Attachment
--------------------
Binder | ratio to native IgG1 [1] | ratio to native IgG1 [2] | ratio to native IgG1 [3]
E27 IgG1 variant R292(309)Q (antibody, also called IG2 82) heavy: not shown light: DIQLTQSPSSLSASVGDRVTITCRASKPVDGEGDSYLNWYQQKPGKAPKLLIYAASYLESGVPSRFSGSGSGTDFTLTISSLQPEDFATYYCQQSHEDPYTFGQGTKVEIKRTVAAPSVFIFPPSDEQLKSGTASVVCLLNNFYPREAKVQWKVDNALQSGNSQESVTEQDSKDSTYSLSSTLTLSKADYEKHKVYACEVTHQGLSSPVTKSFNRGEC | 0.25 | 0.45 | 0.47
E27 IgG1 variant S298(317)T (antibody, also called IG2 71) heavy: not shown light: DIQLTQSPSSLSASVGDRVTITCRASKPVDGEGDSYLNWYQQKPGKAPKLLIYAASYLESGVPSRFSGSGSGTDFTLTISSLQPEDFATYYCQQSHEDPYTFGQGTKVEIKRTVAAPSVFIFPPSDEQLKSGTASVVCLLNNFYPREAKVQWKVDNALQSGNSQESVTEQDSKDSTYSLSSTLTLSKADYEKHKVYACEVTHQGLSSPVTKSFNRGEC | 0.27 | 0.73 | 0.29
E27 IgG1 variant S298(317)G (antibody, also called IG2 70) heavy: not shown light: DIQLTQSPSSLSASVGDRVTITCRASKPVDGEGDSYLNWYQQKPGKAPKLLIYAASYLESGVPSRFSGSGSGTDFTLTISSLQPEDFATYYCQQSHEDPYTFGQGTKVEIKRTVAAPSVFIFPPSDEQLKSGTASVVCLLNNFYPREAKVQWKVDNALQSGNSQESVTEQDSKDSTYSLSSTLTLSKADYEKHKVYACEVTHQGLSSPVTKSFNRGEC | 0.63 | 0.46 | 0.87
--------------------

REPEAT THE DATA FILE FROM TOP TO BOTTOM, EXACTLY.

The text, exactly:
Binder | ratio to native IgG1 [1] | ratio to native IgG1 [2] | ratio to native IgG1 [3]
E27 IgG1 variant R292(309)Q (antibody, also called IG2 82) heavy: not shown light: DIQLTQSPSSLSASVGDRVTITCRASKPVDGEGDSYLNWYQQKPGKAPKLLIYAASYLESGVPSRFSGSGSGTDFTLTISSLQPEDFATYYCQQSHEDPYTFGQGTKVEIKRTVAAPSVFIFPPSDEQLKSGTASVVCLLNNFYPREAKVQWKVDNALQSGNSQESVTEQDSKDSTYSLSSTLTLSKADYEKHKVYACEVTHQGLSSPVTKSFNRGEC | 0.25 | 0.45 | 0.47
E27 IgG1 variant S298(317)T (antibody, also called IG2 71) heavy: not shown light: DIQLTQSPSSLSASVGDRVTITCRASKPVDGEGDSYLNWYQQKPGKAPKLLIYAASYLESGVPSRFSGSGSGTDFTLTISSLQPEDFATYYCQQSHEDPYTFGQGTKVEIKRTVAAPSVFIFPPSDEQLKSGTASVVCLLNNFYPREAKVQWKVDNALQSGNSQESVTEQDSKDSTYSLSSTLTLSKADYEKHKVYACEVTHQGLSSPVTKSFNRGEC | 0.27 | 0.73 | 0.29
E27 IgG1 variant S298(317)G (antibody, also called IG2 70) heavy: not shown light: DIQLTQSPSSLSASVGDRVTITCRASKPVDGEGDSYLNWYQQKPGKAPKLLIYAASYLESGVPSRFSGSGSGTDFTLTISSLQPEDFATYYCQQSHEDPYTFGQGTKVEIKRTVAAPSVFIFPPSDEQLKSGTASVVCLLNNFYPREAKVQWKVDNALQSGNSQESVTEQDSKDSTYSLSSTLTLSKADYEKHKVYACEVTHQGLSSPVTKSFNRGEC | 0.63 | 0.46 | 0.87